Thompson Rivers University
Thompson Rivers University

4 underrated foods, according to Accolades chef

  Posted on: January 25, 2019

Adam Florence Accolades chef

TRU alumni Adam Florence is the new chef at Accolades Dining Room, which is TRU's on-campus fine-dining experience.

Chef Adam Florence has gone from graduating from TRU in 2005 as a Level 1 Cook to today, as the new head chef of Accolades Dining Room—TRU’s on-campus fine-dining experience. Accolades is also a learning opportunity for students, with Level 2s preparing the food and ones in Tourism Management running the service end of things.

A fan of eating what’s in season, Florence is also a fan of gathering, then preserving for the off seasons. Techniques like drying, pickling, fermenting, salting, canning and freezing are all fine in his books.

“Basically, I’m showing students how things used to be before global agriculture and before I could get anything any time of the year. I’m trying to show them that this is what we did to try and survive, or this is what chefs did to have beautiful menus throughout the cold winter months. They had to work with what was available, seasonal and how those ingredients could make it through the winter.”

4 underrated foods

When it comes to food ingredients not getting their proper respect, Florence easily offers up: grapefruit, haskap berries, golden beets and fat.

Grapefruit

I don’t see it pop up on a lot of menus the way a lemon or an orange does. I feel there is a slight bitterness that gives grapefruit a sophisticated flavour. I like to take my caramelization a little darker as well because of that bitterness—I almost think of it the way an alcohol spirit ads depth. I find if it’s properly balanced, is an amazing tool. Most people don’t search for bitterness, but when you use bitterness appropriately, it can be quite harmonious in your dishes.

Haskap berries

Japanese for edible blue honeysuckle, haskap have a delicate skin and look like an elongated blueberry. “They have some good sour notes, almost like a blueberry-raspberry combo, and some lemon-citrusy notes. Monte Creek Spirits made some amazing liquors with deep colours. It’s the new anti-oxidant or super fruit. I’m trying to do some things with haskap beries because I know some local farmers who are growing them and have some pretty good stocks.”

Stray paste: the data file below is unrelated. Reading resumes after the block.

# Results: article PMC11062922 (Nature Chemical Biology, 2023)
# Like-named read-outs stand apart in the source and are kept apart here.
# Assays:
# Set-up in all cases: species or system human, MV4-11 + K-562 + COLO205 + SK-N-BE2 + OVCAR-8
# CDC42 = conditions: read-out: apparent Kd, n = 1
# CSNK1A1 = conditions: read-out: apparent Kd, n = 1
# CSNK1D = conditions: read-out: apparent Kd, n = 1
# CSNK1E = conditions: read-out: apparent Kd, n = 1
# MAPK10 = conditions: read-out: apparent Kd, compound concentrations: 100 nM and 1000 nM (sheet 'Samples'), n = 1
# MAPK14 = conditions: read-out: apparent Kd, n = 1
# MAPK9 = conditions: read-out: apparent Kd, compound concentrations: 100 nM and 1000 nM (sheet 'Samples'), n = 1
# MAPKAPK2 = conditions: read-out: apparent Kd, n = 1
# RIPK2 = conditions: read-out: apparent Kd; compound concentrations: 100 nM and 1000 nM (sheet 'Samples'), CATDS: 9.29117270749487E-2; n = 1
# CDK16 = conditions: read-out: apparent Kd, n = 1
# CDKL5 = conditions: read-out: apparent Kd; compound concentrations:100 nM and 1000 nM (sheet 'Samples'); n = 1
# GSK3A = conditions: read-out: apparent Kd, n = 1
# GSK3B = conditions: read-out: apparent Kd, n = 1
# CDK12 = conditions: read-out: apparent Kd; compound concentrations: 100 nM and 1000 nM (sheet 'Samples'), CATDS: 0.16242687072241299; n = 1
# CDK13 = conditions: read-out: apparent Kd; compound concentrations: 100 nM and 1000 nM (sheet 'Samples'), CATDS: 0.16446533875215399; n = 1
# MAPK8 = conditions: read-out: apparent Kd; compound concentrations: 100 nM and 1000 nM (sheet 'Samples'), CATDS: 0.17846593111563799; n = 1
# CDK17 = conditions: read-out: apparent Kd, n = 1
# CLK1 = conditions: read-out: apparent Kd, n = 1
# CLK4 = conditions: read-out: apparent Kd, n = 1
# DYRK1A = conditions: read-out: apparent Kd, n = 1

Golden beets

“I get a lot of students coming in and saying, ‘I don’t like beets.’ And then I show them golden beets and it opens their world to earthy vegetables. Maybe they didn’t get them at the right time or they weren’t cooked properly. I find with most people who say they don’t like vegetables, it’s because they probably had a moment where they were overdone. Maybe their beans were mushy, or their Brussel sprouts had the wrong colour and didn’t have a tender-crisp element to them. When vegetables aren’t cooked properly, people all of a sudden have the opinion that they don’t like them.”

Fat

“Duck fat in particular. Using the rendered fat in another dish can elevate the dish to another level. I’ve been getting my cooks to use a lot more duck fat. It’s a French way of cooking and they use duck fat or goose fat instead of bacon fat, butter or cow fat. Duck and goose add a rich flavour profile that really stands out when you head into the winter, colder months.”

5 fave herbs and spices

If Florence could only use five herbs or spices, they would be cardamon, thyme, cumin, tumeric and basil. Cardamon and thyme because they can be used as sweet or savoury and have aromatic earthy tea elements, cumin for its instant curry or Tex-Mex flavour, tumeric for its colour and subtle essence or pungency and basil for its ability to be a garnish one moment and a supporting role or main attraction in another.

“Basil is really delicate, but it has that liquoricey flavour. It’s one of my ultimate go-to’s—I really love that flavour profile as well as the big, vibrant leaves.”

Chef has the chops to teach

After graduating from TRU, Florence took his apron and knives to the trendy Vancouver neighbourhoods of Kitsilano and Yaletown to work for popular eateries like Trafalgars Bistro, Sweet Obsessions and Feenie’s.

Returning to Kamloops a few years ago, he partnered up with friends to transform what previously was a travel agency into the revolutionary Felix on Fourth.

He helped set up  Jack Sam’s Restaurant at Quaaout Lodge near Chase. He also returned to TRU to get his Red Seal and prior to getting the Accolades post, spent the past six years as a part-time culinary instructor. He also spent time as the Head Chef at The Keg and Earls.

Teaching is in his family

Coming from a family of educators—his father was the elementary school principal in Adam’s hometown of Clearwater, BC—it’s only natural that Florence has felt a need to help train the next generation of chefs. And through it all, he would like students to gain a deeper understanding and appreciation of food: of its history, how it connects us, how ingredients interact with each other and the value of getting feedback from customers.

“I think interacting with guests gives students a better foundation, along with personal gratification,” said Florence. “You don’t want to be a great cook in the back who has done a labour of love, and who never gets to see the reaction. I want the cooks to be down there and explaining to guests what they did and why they did it, to see the guest experience and see the guest’s reaction to the food.”

     

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